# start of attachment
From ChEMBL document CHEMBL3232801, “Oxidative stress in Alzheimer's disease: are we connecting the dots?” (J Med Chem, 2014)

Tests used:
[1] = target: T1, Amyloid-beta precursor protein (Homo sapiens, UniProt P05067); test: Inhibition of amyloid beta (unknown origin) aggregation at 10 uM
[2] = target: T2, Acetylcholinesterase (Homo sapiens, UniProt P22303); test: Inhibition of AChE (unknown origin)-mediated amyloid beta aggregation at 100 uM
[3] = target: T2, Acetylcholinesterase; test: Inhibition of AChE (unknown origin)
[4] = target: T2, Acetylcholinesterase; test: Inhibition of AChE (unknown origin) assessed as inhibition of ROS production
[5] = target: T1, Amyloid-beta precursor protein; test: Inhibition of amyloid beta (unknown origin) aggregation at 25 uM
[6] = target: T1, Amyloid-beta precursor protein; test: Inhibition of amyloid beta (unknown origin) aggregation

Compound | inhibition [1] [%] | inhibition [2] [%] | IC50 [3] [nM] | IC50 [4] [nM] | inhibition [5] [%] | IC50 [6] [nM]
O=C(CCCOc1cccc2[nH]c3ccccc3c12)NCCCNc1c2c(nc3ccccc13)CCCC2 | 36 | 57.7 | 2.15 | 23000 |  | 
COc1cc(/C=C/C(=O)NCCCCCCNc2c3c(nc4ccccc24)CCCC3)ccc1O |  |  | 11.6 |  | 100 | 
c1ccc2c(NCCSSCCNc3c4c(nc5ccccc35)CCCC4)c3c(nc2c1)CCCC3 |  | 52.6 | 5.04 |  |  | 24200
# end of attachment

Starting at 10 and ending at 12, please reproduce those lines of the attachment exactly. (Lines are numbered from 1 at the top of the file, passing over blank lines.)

O=C(CCCOc1cccc2[nH]c3ccccc3c12)NCCCNc1c2c(nc3ccccc13)CCCC2 | 36 | 57.7 | 2.15 | 23000 |  | 
COc1cc(/C=C/C(=O)NCCCCCCNc2c3c(nc4ccccc24)CCCC3)ccc1O |  |  | 11.6 |  | 100 | 
c1ccc2c(NCCSSCCNc3c4c(nc5ccccc35)CCCC4)c3c(nc2c1)CCCC3 |  | 52.6 | 5.04 |  |  | 24200